Laptops and other mobile devices are very personal items, and they're often an expression of the individuals who use them. If you're a wheeling and dealing venture capitalist in a perfectly tailored black suit with an ash pinstripe, you likely want your MacBook to match your purposeful attire when you sit down for your next big opportunity. If you're a punker with a purple mohawk, it only makes sense that you'd want your Mac laptop coated in a similar color when you dive into that next latte at the local coffee house.
That's where ColorWare comes in. And thanks to the company's impressive range of MacBook Pro skins, you can give your computer literally thousands of different color combinations, from down-to-earth to out-of-this-world, starting at just $10 for the screen-border-only skin (plus shipping). If you want the full ColorWare skin treatment, including color skins for nearly every surface of your MacBook Pro, as well as a custom engraving, it'll still cost you less than $100 — well, one dollar less, at $99.
I took a simple approach when skinning my 2016 15-inch MacBook Pro with Touch Bar, opting for just two of the five skin options: black "leather" skins for the top and bottom of my laptop. And they cost a total of $32 (with free shipping). Five different skin components are available (top, bottom, screen, keyboard and trackpad), but this review specifically addresses the top and bottom skins, and more importantly, the installation process, and the performance and longevity of the skin.
I've been using my ColorWare MacBook Pro 15-inch Touch Bar skins for more than three months. Here's what you need to know to decide if they are right for you and your laptop.
What you'll love about ColorWare's MacBook Pro skins
The MacBook skins from ColorWare are relatively affordable, as previously mentioned. And for only $32, a very reasonable price, you can get top and bottom skins to cover most of the surfaces of your device when it's closed. If you opt for the full range of skins, you'll pay $99. (Shipping to U.S. locations appears to be free if you spend $30 or more, and you can also opt to expedite your order for a fee if you need it rushed to you.)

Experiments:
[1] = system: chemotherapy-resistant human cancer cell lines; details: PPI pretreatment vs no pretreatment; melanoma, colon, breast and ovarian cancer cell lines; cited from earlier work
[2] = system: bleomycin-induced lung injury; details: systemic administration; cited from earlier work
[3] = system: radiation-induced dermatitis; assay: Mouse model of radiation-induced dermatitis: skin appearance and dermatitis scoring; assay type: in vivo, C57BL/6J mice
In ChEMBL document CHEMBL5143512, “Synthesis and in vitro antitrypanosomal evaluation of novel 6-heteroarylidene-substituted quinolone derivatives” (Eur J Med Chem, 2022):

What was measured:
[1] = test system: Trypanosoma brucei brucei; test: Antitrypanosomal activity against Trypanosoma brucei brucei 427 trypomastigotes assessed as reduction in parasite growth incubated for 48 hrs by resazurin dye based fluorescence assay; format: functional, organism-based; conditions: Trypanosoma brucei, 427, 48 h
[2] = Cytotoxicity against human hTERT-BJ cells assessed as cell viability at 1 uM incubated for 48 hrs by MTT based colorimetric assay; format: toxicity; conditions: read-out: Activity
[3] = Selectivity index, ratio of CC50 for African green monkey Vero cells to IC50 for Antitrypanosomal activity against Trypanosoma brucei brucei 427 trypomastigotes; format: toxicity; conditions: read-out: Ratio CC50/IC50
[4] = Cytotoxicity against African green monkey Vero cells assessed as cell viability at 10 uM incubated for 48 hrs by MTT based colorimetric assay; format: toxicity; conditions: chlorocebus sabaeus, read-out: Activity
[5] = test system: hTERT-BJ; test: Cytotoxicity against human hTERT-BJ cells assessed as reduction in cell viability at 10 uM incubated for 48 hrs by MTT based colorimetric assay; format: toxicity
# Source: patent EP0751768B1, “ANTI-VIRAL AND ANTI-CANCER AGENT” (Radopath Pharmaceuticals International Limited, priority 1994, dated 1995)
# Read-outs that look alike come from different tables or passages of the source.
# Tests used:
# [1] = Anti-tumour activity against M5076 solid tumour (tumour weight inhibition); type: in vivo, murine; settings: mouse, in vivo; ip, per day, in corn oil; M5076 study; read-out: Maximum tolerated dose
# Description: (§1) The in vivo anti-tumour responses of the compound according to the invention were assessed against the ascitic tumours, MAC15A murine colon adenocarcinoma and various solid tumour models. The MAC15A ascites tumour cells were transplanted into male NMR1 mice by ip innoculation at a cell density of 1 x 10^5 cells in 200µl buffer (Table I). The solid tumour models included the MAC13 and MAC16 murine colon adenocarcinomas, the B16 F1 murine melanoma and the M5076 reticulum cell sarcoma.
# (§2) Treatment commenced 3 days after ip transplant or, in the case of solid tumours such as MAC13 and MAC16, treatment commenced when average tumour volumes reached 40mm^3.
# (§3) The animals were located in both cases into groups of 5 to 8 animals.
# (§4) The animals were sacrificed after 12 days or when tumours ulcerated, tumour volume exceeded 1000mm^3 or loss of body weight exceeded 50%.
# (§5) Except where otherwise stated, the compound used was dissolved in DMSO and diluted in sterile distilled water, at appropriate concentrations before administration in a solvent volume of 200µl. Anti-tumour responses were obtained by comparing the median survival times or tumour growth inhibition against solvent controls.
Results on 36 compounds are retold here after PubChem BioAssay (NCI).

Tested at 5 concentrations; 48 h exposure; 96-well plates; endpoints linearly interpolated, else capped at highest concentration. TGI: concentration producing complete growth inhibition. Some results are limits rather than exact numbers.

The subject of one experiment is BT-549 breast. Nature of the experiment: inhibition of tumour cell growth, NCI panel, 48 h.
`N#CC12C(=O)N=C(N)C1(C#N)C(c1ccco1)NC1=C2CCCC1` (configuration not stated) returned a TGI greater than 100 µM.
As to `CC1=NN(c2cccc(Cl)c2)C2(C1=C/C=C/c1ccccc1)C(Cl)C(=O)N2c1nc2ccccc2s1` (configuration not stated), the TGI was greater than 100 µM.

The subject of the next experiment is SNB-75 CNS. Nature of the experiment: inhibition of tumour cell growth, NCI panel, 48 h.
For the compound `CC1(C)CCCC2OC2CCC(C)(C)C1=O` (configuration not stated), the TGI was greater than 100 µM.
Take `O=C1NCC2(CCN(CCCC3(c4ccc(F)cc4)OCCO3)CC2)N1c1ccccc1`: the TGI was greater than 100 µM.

The best thing about ColorWare's skins is the range of available colors and textures. Again, I went with black on black for my space gray MacBook, but you can literally pick from more than 55 different colors and textures, including stone, metal, carbon fiber, metallic, wood, and solid colors (many in glossy or matte finishes) for each different part. And you can mix and match the components for seemingly-endless color combos. You could, for example, pick a "zebra wood" top skin, a "marble stone" screen skin, a "metallic zest" keyboard skin and a glossy pink "flirt" trackpad skin. (Why you'd want to do that is beyond us, but hey, the choice is all yours. Check out the image below for a look at this hideous color combo.)
You can also pick and choose skin components, so you can purchase just one part or all five. The skins provide some degree of scratch protection, as well, which is nice. And after three montsh of heavy use, my skins are still in pristine condition. You could buy only the "internal" skins (keyboard, trackpad and skin) and then use an external shell or other case to add drop protection. And if you buy a screen skin (which is really just the bottom panel below the display) an engraving option get you a short custom message at the base of your screen, where the "MacBook Pro" branding normally appears. (Might I suggest "iMore 4EVA!"? 😎)